401k Plans And Company Bankruptcy  

     There are many companies that go bankrupt and people can see their 401k funds dwindle. Sometimes to oblivion. Even a large corporation like Enron was declared bankrupt and many people just saw their 401k balances disappearing.

     However, there are federal laws that protect your assets in 401k if a company goes bankrupt.

     Practically everyday companies go bankrupt in the US. While these bankruptcies result in layoffs and employees lose their income, there are laws in place which protect these employee’s 401k savings. One thing is for sure that the federal laws protect most your savings in a 401k plan if not all.

      The US has an act known as the Employee Retirement Income Security Act, also known as ERISA. This act requires all the 401k plan assets to be held in a trust account. This is apart from the employer’s asset. Once the employee separates from the company, he cannot access the money without the rules enforced by the trust. In addition, the employer cannot use the money in the trust to fund the company’s operation. This means even creditors cannot lay their hands on this money.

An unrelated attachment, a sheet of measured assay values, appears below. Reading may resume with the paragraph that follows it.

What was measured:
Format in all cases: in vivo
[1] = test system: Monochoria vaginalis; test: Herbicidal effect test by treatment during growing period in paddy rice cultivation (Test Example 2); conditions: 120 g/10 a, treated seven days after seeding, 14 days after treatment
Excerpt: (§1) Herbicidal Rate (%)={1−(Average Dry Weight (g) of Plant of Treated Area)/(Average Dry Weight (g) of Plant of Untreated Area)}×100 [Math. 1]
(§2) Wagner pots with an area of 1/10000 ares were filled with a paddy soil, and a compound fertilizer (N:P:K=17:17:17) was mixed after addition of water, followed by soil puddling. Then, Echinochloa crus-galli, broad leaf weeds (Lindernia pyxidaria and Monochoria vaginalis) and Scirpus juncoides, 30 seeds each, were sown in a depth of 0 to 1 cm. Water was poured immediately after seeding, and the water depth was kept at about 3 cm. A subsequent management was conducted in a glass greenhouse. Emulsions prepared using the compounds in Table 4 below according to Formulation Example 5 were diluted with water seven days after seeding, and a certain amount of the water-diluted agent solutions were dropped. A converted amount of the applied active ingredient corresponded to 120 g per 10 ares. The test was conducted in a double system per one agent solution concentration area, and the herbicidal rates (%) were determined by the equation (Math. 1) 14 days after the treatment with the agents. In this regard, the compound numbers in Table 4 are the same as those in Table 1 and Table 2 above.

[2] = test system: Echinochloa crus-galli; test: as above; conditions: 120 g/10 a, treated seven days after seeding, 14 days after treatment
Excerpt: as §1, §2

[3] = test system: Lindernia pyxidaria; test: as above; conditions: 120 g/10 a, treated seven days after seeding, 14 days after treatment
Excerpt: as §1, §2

All the 401k savings in the trust are not property of the estate and cannot be subject to liquidation. Your contributions in a 401k plan prior to bankruptcy of your employer are safe and protected. Even vested employer contributions are also protected by ERISA. In some cases, if the employer lays off large number of employees in a year, the unvested employer contributions may become completely vested. The lay off has to around 20 percent in one year’s time for this to happen.

       However, if your employer has not been depositing his contributions to the trust regularly, you may not get the money that is due to you. Sometimes, employers do not deposit your part of the contribution before filing for bankruptcy. This will also affect the money which is due to you. However, in this case it should affect just one month’s contribution and not more. This is because the Department of Labor stipulates that an employee’s contribution to a 401k retirement plan should be deposited in the trust no later than 15 working days after the contribution was made.

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